acquired his first 12-string guitar in 1964, while on tour
with the Beatles in the US. The guitar was presented to
him by Francis Hall, then owner and president of the Rickenbacker
Hall had tracked down the Beatles' manager, Brian Epstein,
before they arrived in the US and was able to set up a meeting
with them. On February 7, at the Savoy Hilton in New York,
he showed the Beatles a selection of guitars and amplifiers.
John must have liked the 12-string model, because he asked
Hall to show it to Harrison, who was sick in bed. Harrison
later said he liked it straight away.
The 360-12 model that George acquired, made in 1963, was
one of the first electric 12-strings made by Rickenbacker.
The big, ringing sound that characterizes the 12-string
would soon shape the sound on many Beatles recordings, particularly
on the A Hard Day's Night album. It was described in the
press at the time as "the beat boys' secret weapon."
At the time, the retail price in the US would have been
$550 or around $3,800 in today's money. Harrison's Estate
still owns the guitar today.
George acquired his second Rickenbacker 360-12, identical
to the replica photographed above, during the group's '65
US tour. The 1965-model was given to him at a press conference
in Minneapolis, Minnesota. George later used the guitar
on the recording of "If I Needed Someone," using a capo
on the seventh fret.
Rickenbacker 360 guitars
325 (1964 model)
John Lennon's second Rickenbacker 325 guitar. It was sent
to him while on the first US tour with the Beatles. The
guitar was made specially for him by Rickenbacker and sent
directly from the guitar-maker's factory in California to
the hotel in Miami where the Beatles were staying. It was
a replacement for his road-weary 1958-model.
The 1964-model was similar to John's first 325 guitar, but
with a thinner body, an extra "balance" knob and an Accent
vibrato. It was also slightly smaller than the earlier guitar.
The retail price then was $399.50 or around $2,750 in today's
Lennon used the guitar on the Beatles' second appearance
on the Ed Sullivan Show. An estimated 70 million viewers
tuned in to watch the show on February 16 1964.
The 1964 model of Rickenbacker 325 became Lennon's favourite
studio and stage guitar throughout 1964 and 1965. It is
owned today by Yoko Ono.
The guitar photographed above is a replica of John's second
Rickenbacker 325 guitars
Rickenbacker 325 (1958 model)
The Rickenbacker 325 was John's first "proper" guitar,
in the sense that it was his first high-quality, US-made musical
instrument. Lennon had been playing a German-made Hofner Club
40 before he acquired the Rickenbacker.
The young Lennon bought the 325 model from a shop in Hamburg,
Germany in 1960. The Beatles were staying there in their pre-fame
days while performing regularly at the Indra and Kaiserkeller
It is not known how much Lennon paid for his first Rickenbacker.
In the US, the retail price would have been $269.50 or around
$1,900 in today's money. Lennon, however, bought the guitar
on credit payments.
Years later, George Harrison recalled:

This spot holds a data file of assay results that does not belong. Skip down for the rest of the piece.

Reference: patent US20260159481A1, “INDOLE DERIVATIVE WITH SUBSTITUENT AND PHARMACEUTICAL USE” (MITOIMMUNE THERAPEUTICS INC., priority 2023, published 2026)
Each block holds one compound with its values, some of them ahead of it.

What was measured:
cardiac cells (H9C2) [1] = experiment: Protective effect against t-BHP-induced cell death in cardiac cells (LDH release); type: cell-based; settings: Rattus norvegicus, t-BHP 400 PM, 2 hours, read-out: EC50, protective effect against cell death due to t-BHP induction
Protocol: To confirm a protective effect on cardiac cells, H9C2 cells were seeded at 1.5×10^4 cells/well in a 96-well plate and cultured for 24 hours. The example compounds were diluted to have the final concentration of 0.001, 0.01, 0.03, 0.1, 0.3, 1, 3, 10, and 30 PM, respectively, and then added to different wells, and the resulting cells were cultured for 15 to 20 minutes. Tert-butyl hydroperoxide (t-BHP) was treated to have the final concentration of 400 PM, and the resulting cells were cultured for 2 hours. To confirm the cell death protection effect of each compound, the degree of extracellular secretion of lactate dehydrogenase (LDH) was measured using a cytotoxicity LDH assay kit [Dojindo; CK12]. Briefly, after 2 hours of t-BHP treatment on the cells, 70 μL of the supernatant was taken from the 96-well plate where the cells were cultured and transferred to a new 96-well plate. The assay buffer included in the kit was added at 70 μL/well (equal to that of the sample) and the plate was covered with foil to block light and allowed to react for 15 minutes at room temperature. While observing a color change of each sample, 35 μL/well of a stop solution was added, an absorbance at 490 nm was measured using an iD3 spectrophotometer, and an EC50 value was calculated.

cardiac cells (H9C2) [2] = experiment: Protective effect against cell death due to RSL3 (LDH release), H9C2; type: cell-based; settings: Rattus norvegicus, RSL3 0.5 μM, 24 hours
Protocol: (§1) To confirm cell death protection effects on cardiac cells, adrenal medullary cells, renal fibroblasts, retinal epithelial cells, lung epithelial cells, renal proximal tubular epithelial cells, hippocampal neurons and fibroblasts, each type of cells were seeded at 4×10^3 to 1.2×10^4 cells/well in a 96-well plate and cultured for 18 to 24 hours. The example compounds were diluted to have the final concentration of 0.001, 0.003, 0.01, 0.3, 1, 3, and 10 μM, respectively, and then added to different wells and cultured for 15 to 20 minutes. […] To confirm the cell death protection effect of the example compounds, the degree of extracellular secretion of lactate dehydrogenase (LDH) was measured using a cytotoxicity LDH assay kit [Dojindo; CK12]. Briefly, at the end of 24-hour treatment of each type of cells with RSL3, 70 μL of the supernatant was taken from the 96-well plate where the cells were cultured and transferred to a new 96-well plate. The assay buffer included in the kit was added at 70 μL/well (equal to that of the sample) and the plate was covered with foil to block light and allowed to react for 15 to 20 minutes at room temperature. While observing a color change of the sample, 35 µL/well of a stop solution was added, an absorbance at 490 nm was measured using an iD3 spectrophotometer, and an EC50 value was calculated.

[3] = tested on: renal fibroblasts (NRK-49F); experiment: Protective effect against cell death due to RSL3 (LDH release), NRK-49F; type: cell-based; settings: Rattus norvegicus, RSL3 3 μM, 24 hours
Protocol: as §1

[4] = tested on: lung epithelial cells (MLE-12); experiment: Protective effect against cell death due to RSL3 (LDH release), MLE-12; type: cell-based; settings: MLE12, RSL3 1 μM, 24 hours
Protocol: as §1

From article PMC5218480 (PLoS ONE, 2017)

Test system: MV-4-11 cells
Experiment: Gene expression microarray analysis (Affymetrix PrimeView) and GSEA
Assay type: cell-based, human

"You have to imagine that that in those days, when we were
first out of Liverpool, any good American guitar looked sensational
to us. We only had beat up, crummy guitars at that stage.
We still didn't really have the money to buy them, but I remember
that John got that Rickenbacker… what they call 'on the knocker',
you know? [Money] down and the rest when they catch you. I
don't know if he ever really paid them off."
The Rickenbacker Lennon acquired was manufactured in 1958.
Rickenbacker's production records indicate that only 28 examples
of the 325 model were made in that first year of production.
Twenty were in sunburst finish and just eight in natural like
Lennon's. Furthermore, unlike most of the other 325s produced
in 1958, Lennon's guitar had no f-hole in the body.
The Rickenacker 325 model was not embraced by guitar buyers
at the time. However a few years later, thanks to the success
of the Beatles, it became one of the company's most popular
Lennon always spoke highly of the 325 in later interviews,
and once said it was among his most valued possessions. Lennon
also used the guitar, then black-painted, during the legendary
Ed Sullivan TV-show performance in 1964.
Today, the guitar is owned by Yoko Ono. The Rickenbacker 325,
in its original finish, would have looked identical to the
reproduction pictured above.
for Rickenbacker guitars.
4001S bass guitar
Paul McCartney was first introduced to the Rickenbacker 4001
bass guitar during the Beatles' US tour in 1964. It had been
made left-handed specially for him. The bass guitar was presented
to him by Francis Hall, then owner the Rickenbacker company,
at the Savoy Hilton in New York along with a selection of
guitars and amplifiers. (See also Rickenbacker
360-12). For some reason, McCartney refused to take the
Rickenbacker 4001S on this occasion.
On the band's US visit in 1965 however, Hall once again showed
McCartney the instrument. This time the Beatle accepted it
without hesitation. This particular bass guitar was one of
the first left-handed basses Rickenbacker ever made. It was
probably produced in early 1964.
Paul McCartney used his new Rickenbacker 4001S almost exclusively
on the Rubber Soul sessions. He also continued to use the
instrument on later recordings, including classics such as
Tomorrow Never Knows, A Day In The Life, Lovely Rita, With
A Little Help From My Friends, Lucy In The Sky With Diamonds
and I Am The Walrus. He still owns the bass today.